Sex -3.12 0.51 -6.14 PClass2nd -0.72 0.58 -1.24 PClass3rd -3.02 0.53 -5.65 Age.poly1 3.28 7.96 0.41 Age.poly2 -4.04 5.63 -0.72
Sex:Age.poly1 -21.94 7.10 -3.09 SexPClass2nd -1.23 0.71 -1.74 SexPClass3rd 1.27 0.62 2.04
PClass2ndAge.poly1 -14.02 10.39 -1.35 PClass3rdAge.poly1 3.72 9.34 0.40 PClass2ndAge.poly2 23.07 9.50 2.43 PClass3rdAge.poly2 10.99 7.85 1.40
> anova(r.inter1) Analysis of Deviance Table
Binomial model Response: cbind(Survived, 1 - Survived)
Terms added sequentially (first to last) Df Deviance Resid. Df Resid. Dev
NULL 755 1026 Sex 1 229 754 797
PClass 2 73 752 724 Age.poly1 1 28 751 695 Age.poly2 1 2 750 693
Sex:Age.poly1 1 29 749 664 Sex:PClass 2 17 747 646
Age.poly1:PClass 2 7 745 639 Age.poly2:PClass 2 6 743 634
The quadratic effect in Age in the interaction between Age and PClass is weakly significant, since a drop in deviance of 641-634=7 on 2 df gives a p− value = .03.
Are there any 3 Factor Interactions? > f.inter3_cbind(Survived, 1 - Survived) ~ (Age + Sex + PClass)^3 > r.inter3_glm(f.inter3,family=binomial,na.action=na.omit) > anova(r.inter3) Analysis of Deviance Table Binomial model Response: cbind(Survived, 1 - Survived) Terms added sequentially (first to last)
Df Deviance Resid. Df Resid. Dev NULL 755 1026 Age 1 3 754 1023 Sex 1 227 753 796
PClass 2 100 751 695 Age:Sex 1 28 750 667
Age:PClass 2 5 748 662 Sex:PClass 2 21 746 641
Age:Sex:PClass 2 2 744 640
A drop of 2 on 2 df is nonsignificant, therefore three factor interactions are not present.
Grouped models:
The residual deviance is difficult to interpret for binary responses. When we group the data to get binomial responses the residual deviance can be approximated better by a Chi Square distribution under the assumption of a correct model. The data frame
titanic.group.data
Without Interaction Effects:
> attach(titanic.group.data) > dim(titanic.group.data)  274 5 # grouping reduces obs from 1313 to 274 > titanic.group.data[1,] ID Age Not.Survived Survived PClass Sex 8 2 1 0 1st female
> f.group cbind(Survived, Not.Survived) ~ poly(Age, 2) + Sex +
PClass > summary(r.group)[]
Value Std. Error t value (Intercept) 2.5 0.24 10.5
poly(Age, 2)1 -11.1 2.17 -5.1 poly(Age, 2)2 2.7 1.90 1.4 #nonsignificant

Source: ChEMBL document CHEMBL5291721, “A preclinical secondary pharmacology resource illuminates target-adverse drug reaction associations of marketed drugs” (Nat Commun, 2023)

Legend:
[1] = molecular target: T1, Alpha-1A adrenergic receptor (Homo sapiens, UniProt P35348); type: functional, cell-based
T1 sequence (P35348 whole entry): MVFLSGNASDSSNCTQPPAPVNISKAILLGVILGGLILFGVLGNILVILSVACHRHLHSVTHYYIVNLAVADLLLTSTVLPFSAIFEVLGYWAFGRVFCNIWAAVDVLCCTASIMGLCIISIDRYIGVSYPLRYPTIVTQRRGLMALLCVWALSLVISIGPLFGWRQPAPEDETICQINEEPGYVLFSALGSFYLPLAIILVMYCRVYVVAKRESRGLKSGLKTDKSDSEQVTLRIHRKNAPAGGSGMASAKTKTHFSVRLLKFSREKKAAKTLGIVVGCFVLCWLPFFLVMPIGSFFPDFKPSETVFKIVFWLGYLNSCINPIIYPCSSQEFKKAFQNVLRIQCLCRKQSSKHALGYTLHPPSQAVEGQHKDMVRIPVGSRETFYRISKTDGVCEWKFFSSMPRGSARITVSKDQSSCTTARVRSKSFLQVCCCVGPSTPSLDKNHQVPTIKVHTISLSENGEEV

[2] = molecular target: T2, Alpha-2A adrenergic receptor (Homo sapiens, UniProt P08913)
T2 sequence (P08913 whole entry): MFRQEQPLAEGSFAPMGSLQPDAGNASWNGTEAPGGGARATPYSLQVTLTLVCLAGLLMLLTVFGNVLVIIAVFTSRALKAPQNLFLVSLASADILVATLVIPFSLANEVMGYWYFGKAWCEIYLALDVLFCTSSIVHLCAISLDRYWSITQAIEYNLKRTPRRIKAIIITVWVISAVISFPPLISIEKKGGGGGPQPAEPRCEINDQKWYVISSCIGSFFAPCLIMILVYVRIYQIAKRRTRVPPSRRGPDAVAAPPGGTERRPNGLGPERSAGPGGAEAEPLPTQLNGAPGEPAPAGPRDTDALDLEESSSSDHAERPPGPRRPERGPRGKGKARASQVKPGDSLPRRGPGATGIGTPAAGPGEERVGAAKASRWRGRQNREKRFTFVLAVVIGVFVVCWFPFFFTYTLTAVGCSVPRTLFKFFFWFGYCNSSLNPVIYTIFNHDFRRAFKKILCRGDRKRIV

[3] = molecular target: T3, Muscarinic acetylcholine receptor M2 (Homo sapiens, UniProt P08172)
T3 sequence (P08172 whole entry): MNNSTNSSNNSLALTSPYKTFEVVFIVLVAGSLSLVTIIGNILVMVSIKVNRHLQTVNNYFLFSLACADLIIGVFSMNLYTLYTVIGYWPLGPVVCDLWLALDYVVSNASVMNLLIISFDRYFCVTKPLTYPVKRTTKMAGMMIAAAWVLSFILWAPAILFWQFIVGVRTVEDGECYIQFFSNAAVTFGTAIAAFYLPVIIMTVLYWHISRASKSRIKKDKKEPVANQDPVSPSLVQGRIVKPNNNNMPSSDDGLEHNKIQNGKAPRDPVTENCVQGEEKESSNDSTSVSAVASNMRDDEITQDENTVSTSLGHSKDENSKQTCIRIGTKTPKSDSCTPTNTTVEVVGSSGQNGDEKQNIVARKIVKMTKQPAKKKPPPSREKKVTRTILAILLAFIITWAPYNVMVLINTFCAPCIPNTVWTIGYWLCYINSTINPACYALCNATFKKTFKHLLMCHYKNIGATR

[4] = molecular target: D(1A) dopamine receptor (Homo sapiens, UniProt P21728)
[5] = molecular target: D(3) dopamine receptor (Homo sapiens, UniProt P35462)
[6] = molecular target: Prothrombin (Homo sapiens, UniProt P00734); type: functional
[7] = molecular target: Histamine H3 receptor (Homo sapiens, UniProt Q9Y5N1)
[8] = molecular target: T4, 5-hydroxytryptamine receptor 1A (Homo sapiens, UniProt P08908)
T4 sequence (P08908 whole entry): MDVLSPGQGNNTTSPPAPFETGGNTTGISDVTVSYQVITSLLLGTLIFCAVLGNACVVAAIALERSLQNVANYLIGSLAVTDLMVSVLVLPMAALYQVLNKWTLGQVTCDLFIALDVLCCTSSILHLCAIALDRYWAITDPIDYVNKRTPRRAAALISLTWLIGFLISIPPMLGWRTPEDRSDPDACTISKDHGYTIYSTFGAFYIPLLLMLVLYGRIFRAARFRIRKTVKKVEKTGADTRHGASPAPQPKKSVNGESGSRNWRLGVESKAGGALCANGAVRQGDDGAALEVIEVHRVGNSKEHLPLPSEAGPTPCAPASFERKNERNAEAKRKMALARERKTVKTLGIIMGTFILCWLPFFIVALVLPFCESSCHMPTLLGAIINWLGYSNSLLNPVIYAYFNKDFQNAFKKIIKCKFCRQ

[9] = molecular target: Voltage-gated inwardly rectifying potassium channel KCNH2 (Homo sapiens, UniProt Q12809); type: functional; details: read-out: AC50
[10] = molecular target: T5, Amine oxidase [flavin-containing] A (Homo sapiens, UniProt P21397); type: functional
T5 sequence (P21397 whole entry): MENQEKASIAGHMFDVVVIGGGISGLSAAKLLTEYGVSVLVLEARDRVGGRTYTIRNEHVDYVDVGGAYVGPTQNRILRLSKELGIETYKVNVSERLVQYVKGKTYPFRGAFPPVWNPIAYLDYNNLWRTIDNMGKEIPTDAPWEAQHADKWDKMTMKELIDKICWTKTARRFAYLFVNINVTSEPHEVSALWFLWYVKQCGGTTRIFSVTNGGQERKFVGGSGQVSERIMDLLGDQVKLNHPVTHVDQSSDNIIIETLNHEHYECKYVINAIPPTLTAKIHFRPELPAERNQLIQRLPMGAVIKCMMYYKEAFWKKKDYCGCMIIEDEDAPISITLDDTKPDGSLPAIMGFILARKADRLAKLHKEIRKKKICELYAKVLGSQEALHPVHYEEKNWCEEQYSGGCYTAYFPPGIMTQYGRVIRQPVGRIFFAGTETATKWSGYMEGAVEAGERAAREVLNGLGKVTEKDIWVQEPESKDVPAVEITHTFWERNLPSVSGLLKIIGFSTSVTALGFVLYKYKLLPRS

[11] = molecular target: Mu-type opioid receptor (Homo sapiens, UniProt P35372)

Sex -2.6 0.20 -13.0 PClass2st -1.2 0.26 -4.7 PClass3st -2.5 0.28 -8.9
> anova(r.group) Analysis of Deviance Table
Binomial model
Response: cbind(Survived, Not.Survived)
Terms added sequentially (first to last) Df Deviance Resid. Df Resid. Dev
NULL 273 645 poly(Age, 2) 2 12 271 632
Sex 1 225 270 407 PClass 2 95 268 312
> 1-pchisq(312,268)  0.033 # model not very good for
# grouped data > 1-pchisq(693,750)  0.93 # unreliable in binary case
With Interaction Effects:
> r.group.inter_glm(f.group.inter,family= binomial,na.action=na.omit)
> summary(r.group.inter)[] Value Std. Error t value
(Intercept) 2.464 0.843 2.92 Age 0.013 0.020 0.67 Sex -0.947 0.830 -1.14
PClass2st 1.117 1.010 1.11 PClass3st -2.807 0.831 -3.38 Age:Sex -0.068 0.019 -3.68
AgePClass2st -0.065 0.025 -2.65 AgePClass3st -0.007 0.020 -0.35 SexPClass2st -1.410 0.722 -1.95 SexPClass3st 1.033 0.622 1.66
> anova(r.group.inter) Analysis of Deviance Table
Binomial model
Response: cbind(Survived, Not.Survived)
Terms added sequentially (first to last) Df Deviance Resid. Df Resid. Dev
NULL 273 645 Age 1 3 272 642 Sex 1 227 271 415
PClass 2 100 269 314 Age:Sex 1 28 268 286
Age:PClass 2 5 266 281 Sex:PClass 2 21 264 260 > 1-pchisq(264,260)  0.42 # residual deviance test p-value
The residual deviance test gives p − value = .42, i.e. Interactions improve fit strongly.
Interpretation of Model with Interaction:
Age
2
1st female 2nd female 3rd female 1st male 2nd male 3rd male
Fitted Logits
Diagnostics in logistic regression

(nipi(1−pi)) 1/2
( Yi
nipi
Residual Analysis:
D ev
ia nc
e R
es id
ua ls
-2 -1
0 1
sq rt(
ab s(
re si
d( r.i
nt er
0. 2
0. 6
1. 0
1. 4
cb in
d( S
ur vi
ve d,
0. 0
0. 4
0. 8
-4 -2
0 2
4 6

••••••••••

•••••••

••••••••••

•••••••••

•••••••••••••

•••

•••
••
••

••••• •

•••

••• •

••

• ••
• •• ••
• •
••

••

• •

• ••
• • •

•••

• ••••••
••

• •
••

••

•••
• • • ••